Yes, there is the prurient (or, worse) interest in child prodigies which always bothers me when classical music embraces the next great Wunderkind. This is a big part of why I cannot listen to “From the Top” with Christopher O’Riley presenting talented young prodigies as both musicians and “normal kids.” I am morally opposed to child labor, even in the service of making music; I fear far more children are forced into music lessons than actually have the passion to practice diligently and study the music they love. Instead of giving the world more musicians, that gives negative connotations to classical music and music lessons. Worse, shows like that create the general impression that any child could play an instrument, so why do professional musicians need so many years of study or such “large” salaries? Shouldn’t they get a real job and play music for the love of it, in their spare time, and for free? As long as such inhuman ideas circulate, we all suffer the death of our own humanity by a thousand shallow cuts and light blows.
… the defects of the American character [include] a tendency to narrow the idea of freedom into freedom to make money. – E. M. Forster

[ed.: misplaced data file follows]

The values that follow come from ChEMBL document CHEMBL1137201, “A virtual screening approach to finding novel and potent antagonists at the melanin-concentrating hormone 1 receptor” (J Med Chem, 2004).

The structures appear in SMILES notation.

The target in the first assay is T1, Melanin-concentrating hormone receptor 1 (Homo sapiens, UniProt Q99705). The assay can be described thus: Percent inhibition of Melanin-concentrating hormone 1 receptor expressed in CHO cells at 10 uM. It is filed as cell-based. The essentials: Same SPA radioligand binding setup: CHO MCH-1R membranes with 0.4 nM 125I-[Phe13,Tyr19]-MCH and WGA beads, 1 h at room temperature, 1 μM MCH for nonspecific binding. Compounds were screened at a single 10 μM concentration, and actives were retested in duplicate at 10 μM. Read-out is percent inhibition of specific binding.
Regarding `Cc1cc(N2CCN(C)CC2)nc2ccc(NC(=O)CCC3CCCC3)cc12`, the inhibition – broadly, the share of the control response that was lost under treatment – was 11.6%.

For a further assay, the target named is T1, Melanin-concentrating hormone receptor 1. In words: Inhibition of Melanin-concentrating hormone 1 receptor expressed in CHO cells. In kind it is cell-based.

We in this country, however, have always believed that, in ordinary times, volume production was what we were after, since that would bring down the cost and therefore make it possible for more people to enjoy more things. – E. Roosevelt
Now the real (economic, at least) sedition follows. The reality of who attends classical music concerts is a marketing nightmare: who is the target demographic? We are not easily reduced to a single group. Worse, we are not all in the marketing “sweet spot” of young adults free with their disposable income. Some are, some aren’t. We are also people who will listen to the same piece of music, the same act, repeatedly. We are not insecurely searching for the next big act every week, every day. We do not buy the latest, much-touted, album because everyone else does. Sure, we buy new recordings; we are influenced by reviews. We are not the same market share as that for pop music artists. This is a fact, no apology necessary. Similarly, classical music audiences resist the notion that music is a commodity: we happily pay for the ephemeral experience of attending a live performance, but don’t buy the t-shirt or merchandise that is the real source of income for concert promoters.